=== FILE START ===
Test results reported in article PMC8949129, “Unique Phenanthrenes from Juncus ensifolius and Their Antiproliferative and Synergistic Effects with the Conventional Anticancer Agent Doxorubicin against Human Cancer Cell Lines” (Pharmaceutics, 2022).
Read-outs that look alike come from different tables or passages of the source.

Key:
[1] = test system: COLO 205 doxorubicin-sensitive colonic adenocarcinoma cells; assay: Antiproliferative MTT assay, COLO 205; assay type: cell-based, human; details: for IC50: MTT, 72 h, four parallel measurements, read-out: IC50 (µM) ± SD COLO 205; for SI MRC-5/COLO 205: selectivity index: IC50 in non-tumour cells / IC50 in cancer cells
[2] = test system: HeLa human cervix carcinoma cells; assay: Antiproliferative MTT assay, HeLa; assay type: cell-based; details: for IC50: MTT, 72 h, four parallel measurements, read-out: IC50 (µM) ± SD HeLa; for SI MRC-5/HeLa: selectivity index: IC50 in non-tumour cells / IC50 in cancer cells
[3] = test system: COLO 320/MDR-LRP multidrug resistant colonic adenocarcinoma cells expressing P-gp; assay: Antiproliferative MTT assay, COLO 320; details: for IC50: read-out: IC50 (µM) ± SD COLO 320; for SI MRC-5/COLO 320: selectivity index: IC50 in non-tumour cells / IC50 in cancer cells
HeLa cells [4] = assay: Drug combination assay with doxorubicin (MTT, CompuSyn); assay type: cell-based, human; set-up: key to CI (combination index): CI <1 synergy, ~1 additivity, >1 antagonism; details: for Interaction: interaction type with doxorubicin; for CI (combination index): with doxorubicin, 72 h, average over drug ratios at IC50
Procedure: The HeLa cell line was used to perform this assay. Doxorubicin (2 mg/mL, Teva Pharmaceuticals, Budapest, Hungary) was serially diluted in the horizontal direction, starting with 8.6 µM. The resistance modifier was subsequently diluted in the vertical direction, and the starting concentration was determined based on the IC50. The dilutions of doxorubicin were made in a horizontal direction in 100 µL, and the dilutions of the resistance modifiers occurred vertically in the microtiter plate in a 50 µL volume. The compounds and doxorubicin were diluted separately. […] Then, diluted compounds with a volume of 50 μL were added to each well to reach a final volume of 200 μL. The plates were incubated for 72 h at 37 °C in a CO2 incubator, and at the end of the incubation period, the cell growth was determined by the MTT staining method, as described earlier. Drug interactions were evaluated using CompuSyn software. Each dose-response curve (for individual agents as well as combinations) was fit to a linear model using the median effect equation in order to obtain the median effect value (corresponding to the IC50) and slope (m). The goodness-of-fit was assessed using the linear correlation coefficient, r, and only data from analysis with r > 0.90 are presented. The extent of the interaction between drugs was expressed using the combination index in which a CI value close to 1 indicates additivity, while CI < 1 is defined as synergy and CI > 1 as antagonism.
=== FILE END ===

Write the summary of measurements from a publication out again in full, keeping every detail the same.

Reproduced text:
Test results reported in article PMC8949129, “Unique Phenanthrenes from Juncus ensifolius and Their Antiproliferative and Synergistic Effects with the Conventional Anticancer Agent Doxorubicin against Human Cancer Cell Lines” (Pharmaceutics, 2022).
Read-outs that look alike come from different tables or passages of the source.

Key:
[1] = test system: COLO 205 doxorubicin-sensitive colonic adenocarcinoma cells; assay: Antiproliferative MTT assay, COLO 205; assay type: cell-based, human; details: for IC50: MTT, 72 h, four parallel measurements, read-out: IC50 (µM) ± SD COLO 205; for SI MRC-5/COLO 205: selectivity index: IC50 in non-tumour cells / IC50 in cancer cells
[2] = test system: HeLa human cervix carcinoma cells; assay: Antiproliferative MTT assay, HeLa; assay type: cell-based; details: for IC50: MTT, 72 h, four parallel measurements, read-out: IC50 (µM) ± SD HeLa; for SI MRC-5/HeLa: selectivity index: IC50 in non-tumour cells / IC50 in cancer cells
[3] = test system: COLO 320/MDR-LRP multidrug resistant colonic adenocarcinoma cells expressing P-gp; assay: Antiproliferative MTT assay, COLO 320; details: for IC50: read-out: IC50 (µM) ± SD COLO 320; for SI MRC-5/COLO 320: selectivity index: IC50 in non-tumour cells / IC50 in cancer cells
HeLa cells [4] = assay: Drug combination assay with doxorubicin (MTT, CompuSyn); assay type: cell-based, human; set-up: key to CI (combination index): CI <1 synergy, ~1 additivity, >1 antagonism; details: for Interaction: interaction type with doxorubicin; for CI (combination index): with doxorubicin, 72 h, average over drug ratios at IC50
Procedure: The HeLa cell line was used to perform this assay. Doxorubicin (2 mg/mL, Teva Pharmaceuticals, Budapest, Hungary) was serially diluted in the horizontal direction, starting with 8.6 µM. The resistance modifier was subsequently diluted in the vertical direction, and the starting concentration was determined based on the IC50. The dilutions of doxorubicin were made in a horizontal direction in 100 µL, and the dilutions of the resistance modifiers occurred vertically in the microtiter plate in a 50 µL volume. The compounds and doxorubicin were diluted separately. […] Then, diluted compounds with a volume of 50 μL were added to each well to reach a final volume of 200 μL. The plates were incubated for 72 h at 37 °C in a CO2 incubator, and at the end of the incubation period, the cell growth was determined by the MTT staining method, as described earlier. Drug interactions were evaluated using CompuSyn software. Each dose-response curve (for individual agents as well as combinations) was fit to a linear model using the median effect equation in order to obtain the median effect value (corresponding to the IC50) and slope (m). The goodness-of-fit was assessed using the linear correlation coefficient, r, and only data from analysis with r > 0.90 are presented. The extent of the interaction between drugs was expressed using the combination index in which a CI value close to 1 indicates additivity, while CI < 1 is defined as synergy and CI > 1 as antagonism.